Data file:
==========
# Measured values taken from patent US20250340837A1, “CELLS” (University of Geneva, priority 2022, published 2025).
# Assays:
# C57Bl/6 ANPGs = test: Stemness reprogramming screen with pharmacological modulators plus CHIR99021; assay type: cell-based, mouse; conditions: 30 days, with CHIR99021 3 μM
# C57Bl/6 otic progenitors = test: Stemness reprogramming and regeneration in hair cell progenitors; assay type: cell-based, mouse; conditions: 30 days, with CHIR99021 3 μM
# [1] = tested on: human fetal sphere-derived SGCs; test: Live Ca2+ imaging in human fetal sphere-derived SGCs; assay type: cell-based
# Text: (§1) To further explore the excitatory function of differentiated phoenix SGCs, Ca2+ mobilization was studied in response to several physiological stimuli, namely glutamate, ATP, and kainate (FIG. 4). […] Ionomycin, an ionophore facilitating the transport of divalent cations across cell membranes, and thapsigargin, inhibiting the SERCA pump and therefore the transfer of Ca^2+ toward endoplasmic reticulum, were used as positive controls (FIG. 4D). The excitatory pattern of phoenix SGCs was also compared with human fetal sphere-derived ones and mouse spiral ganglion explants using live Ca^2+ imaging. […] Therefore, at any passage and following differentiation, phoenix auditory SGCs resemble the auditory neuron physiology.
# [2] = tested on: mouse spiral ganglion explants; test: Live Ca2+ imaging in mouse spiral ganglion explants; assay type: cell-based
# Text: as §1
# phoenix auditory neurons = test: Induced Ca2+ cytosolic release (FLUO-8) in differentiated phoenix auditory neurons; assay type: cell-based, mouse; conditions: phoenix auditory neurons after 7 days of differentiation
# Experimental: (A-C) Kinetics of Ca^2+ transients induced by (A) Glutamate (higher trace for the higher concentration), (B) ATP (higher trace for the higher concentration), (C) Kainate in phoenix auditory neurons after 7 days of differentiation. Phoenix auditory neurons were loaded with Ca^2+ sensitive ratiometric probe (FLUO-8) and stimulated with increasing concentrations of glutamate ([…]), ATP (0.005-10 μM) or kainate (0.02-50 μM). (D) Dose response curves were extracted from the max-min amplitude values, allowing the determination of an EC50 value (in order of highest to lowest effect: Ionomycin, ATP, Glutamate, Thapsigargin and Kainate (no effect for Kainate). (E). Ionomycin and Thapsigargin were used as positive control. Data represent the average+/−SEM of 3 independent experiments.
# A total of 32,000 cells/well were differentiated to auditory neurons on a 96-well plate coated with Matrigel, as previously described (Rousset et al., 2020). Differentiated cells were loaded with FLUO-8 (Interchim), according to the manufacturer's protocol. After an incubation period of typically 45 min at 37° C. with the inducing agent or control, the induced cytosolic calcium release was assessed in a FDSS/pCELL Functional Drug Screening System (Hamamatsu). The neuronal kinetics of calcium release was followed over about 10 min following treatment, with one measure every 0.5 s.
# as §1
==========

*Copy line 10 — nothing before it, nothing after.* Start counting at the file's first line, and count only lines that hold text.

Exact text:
# Experimental: (A-C) Kinetics of Ca^2+ transients induced by (A) Glutamate (higher trace for the higher concentration), (B) ATP (higher trace for the higher concentration), (C) Kainate in phoenix auditory neurons after 7 days of differentiation. Phoenix auditory neurons were loaded with Ca^2+ sensitive ratiometric probe (FLUO-8) and stimulated with increasing concentrations of glutamate ([…]), ATP (0.005-10 μM) or kainate (0.02-50 μM). (D) Dose response curves were extracted from the max-min amplitude values, allowing the determination of an EC50 value (in order of highest to lowest effect: Ionomycin, ATP, Glutamate, Thapsigargin and Kainate (no effect for Kainate). (E). Ionomycin and Thapsigargin were used as positive control. Data represent the average+/−SEM of 3 independent experiments.